Exogenous adrenal insufficiency
Exogenous adrenal insufficiency is a condition in which the adrenal glands release too little of the hormone cortisol, but there is no problem with the glands themselves.
See also: Addison's disease
Drug-induced adrenal insufficiency
Steroid medications called glucocorticoids (such as prednisone, hydrocortisone, and dexamethasone) are similar to the natural hormone, cortisol, which is produced by the adrenal glands. They are used to treat a variety of conditions, including many inflammatory diseases such as asthma and some forms of arthritis.
Glucocorticoids can slow down the production of adrenal hormones by acting on the pituitary gland, the master gland that controls the adrenal glands.
If glucocorticoids are stopped or decreased too quickly, the adrenal glands may not begin making cortisol again fast enough to meet the body's needs. Adrenal insufficiency may result. This condition usually occurs when glucocorticoid drugs are given by pill or injection, rather than on the skin or inhaled. Higher doses and longer treatments increase the risk of adrenal insufficiency.
Quickly stopping treatment with glucocorticoids is the most common cause of exogenous adrenal insufficiency.
Other drugs that may cause adrenal insufficiency include:
These drugs have direct effects on the adrenal glands. They decrease glucocorticoid and mineralocorticoid hormone production.
Symptoms may include:
- Decreased ability to respond to emotional or physical stress
- Joint pains (arthralgias)
- Low blood pressure (hypotension), which may cause light-headedness or fainting when you stand after sitting or lying down
- Muscle pains (myalgias)
- Nausea and vomiting
Exams and Tests
Someone who has been taking corticosteroids and has developed this condition will have signs similar to those of a person with Cushing syndrome:
- Obesity around the waist
- Round face
- Streaks on the stomach area
The person will also have signs of adrenal insufficiency.
Tests will look for:
This condition is treated with glucocorticoids. Higher doses are needed in stressful situations (such as during infections, or before and after surgery).
Symptoms of adrenal insufficiency usually improve quickly after treatment with glucocorticoids. The long-term outlook varies based on how dependent you are on these drugs, and any complications that occur.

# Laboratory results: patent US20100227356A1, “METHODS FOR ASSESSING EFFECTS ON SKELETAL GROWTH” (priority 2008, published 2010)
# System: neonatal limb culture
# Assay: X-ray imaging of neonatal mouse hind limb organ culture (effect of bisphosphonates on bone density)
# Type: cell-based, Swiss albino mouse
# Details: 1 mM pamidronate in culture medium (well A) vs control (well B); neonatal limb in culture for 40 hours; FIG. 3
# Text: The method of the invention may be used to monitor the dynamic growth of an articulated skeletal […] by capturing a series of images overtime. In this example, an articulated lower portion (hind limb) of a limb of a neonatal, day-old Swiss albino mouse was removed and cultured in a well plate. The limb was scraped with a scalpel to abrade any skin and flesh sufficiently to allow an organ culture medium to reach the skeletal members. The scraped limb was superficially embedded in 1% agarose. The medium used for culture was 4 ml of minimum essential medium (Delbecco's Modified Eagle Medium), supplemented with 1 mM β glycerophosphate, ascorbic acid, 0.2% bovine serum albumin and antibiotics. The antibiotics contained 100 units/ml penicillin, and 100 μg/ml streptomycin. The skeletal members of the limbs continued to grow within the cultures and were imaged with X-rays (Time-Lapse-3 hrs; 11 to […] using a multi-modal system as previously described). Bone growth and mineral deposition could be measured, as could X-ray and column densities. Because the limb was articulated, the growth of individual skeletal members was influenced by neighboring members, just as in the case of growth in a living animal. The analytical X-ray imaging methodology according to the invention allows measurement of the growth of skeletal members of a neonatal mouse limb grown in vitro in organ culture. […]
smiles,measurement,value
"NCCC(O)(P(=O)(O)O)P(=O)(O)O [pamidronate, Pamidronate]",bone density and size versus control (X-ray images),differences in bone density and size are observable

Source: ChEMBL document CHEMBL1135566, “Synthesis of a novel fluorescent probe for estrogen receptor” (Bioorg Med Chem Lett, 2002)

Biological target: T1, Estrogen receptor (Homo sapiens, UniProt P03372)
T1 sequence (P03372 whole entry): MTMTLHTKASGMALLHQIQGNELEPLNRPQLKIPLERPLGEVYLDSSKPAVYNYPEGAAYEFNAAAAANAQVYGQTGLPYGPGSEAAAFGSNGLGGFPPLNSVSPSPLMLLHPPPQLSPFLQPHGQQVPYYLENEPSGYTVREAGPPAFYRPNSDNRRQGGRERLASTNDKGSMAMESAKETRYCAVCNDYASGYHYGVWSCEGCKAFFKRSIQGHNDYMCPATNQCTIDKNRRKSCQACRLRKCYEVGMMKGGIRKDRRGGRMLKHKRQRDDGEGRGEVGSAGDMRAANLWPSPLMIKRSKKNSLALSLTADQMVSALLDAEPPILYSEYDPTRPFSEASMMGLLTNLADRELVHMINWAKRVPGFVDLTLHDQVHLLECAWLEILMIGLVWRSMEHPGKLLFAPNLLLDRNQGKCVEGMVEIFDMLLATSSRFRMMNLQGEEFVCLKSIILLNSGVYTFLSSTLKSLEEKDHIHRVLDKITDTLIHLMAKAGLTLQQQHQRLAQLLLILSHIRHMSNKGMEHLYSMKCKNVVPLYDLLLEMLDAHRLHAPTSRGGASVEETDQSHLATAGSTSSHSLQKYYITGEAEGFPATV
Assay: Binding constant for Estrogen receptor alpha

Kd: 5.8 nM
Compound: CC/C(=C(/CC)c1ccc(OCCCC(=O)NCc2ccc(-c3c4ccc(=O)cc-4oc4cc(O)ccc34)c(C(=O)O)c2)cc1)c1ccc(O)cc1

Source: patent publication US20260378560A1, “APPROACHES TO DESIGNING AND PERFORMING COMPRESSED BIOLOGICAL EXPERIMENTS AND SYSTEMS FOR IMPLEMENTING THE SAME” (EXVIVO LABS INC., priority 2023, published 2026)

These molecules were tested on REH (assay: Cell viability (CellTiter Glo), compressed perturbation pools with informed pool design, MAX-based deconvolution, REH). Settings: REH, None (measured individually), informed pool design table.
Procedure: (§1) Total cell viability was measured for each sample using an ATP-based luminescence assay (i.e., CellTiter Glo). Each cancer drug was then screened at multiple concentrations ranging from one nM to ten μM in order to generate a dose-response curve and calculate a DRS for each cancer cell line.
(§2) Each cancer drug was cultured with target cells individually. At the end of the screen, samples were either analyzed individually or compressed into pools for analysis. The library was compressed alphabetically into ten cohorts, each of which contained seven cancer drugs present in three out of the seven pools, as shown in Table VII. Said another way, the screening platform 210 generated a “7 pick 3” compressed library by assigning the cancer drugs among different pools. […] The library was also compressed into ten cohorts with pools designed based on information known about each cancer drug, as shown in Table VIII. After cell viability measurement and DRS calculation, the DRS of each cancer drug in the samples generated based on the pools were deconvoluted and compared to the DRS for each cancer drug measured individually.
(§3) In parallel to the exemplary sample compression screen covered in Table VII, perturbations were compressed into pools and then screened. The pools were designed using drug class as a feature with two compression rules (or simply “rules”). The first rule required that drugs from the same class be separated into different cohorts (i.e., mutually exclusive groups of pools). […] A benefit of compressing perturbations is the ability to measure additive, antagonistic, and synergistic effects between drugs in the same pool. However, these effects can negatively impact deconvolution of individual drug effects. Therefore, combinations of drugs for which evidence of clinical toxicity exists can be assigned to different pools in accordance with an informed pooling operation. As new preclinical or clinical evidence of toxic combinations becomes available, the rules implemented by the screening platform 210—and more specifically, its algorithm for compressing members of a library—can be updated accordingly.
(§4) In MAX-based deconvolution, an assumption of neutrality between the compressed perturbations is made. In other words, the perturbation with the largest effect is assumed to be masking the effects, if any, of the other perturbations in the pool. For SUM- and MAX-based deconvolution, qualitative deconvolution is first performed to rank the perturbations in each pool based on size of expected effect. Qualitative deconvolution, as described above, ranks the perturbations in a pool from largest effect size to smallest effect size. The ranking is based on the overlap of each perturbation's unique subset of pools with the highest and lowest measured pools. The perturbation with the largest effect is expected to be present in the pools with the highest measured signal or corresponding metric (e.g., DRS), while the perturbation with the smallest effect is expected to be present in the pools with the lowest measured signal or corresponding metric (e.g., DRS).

If you no longer need glucocorticoid treatment for the original condition, the drugs can be very slowly tapered (dosage decreased gradually, over time), under a physician's supervision.
Tapering off the medication may take many months. Some withdrawal symptoms are possible.
- Dependence on steroids
- Need for glucocorticoid treatment during stressful situations -- possibly for up to a year after tapering off them
Complications from steroid use include:
A serious complication is adrenal crisis, which requires immediate treatment with glucocorticoids. Symptoms include dizziness, nausea and vomiting, extreme fatigue, and low blood pressure. This usually follows a stress on the body, such as dehydration, infection, or another illness or injury. Adrenal crisis can generally be prevented by increasing (doubling or tripling) the steroid dose during illness or other physical stress.
When to Contact a Medical Professional
Call your health care provider if you are taking glucocorticoid drugs and experience any of the symptoms of adrenal insufficiency. If the symptoms are severe, go to an emergency room or call 911 (or your local emergency number).
People with adrenal insufficiency should wear a Medic-Alert tag to alert health care professionals to this condition in case of emergency.
To reduce the risk of developing this condition:
- Use glucocorticoids for the shortest time possible, in the smallest dose possible
- Take steroids every other day, instead of daily
- Use steroid-sparing agents (for the treatment of asthma or arthritis, for example)
People who use inhaled steroids can reduce their exposure by using a spacer, and by rinsing out their mouth after inhaling the medication.
Stewart PM. The Adrenal Cortex. In: Kronenberg HM, Shlomo M, Polonsky KS, Larsen PR, eds. Williams Textbook of Endocrinology. 11th ed. Philadelphia, Pa: Saunders Elsevier;2008: chap 14.
Reviewed By: David C. Dugdale, III, MD, Professor of Medicine, Division of General Medicine, Department of Medicine, University of Washington School of Medicine; and Deborah Wexler, MD, Assistant Professor of Medicine, Harvard Medical School, Endocrinologist, Massachusetts General Hospital. Also reviewed by David Zieve, MD, MHA, Medical Director, A.D.A.M., Inc.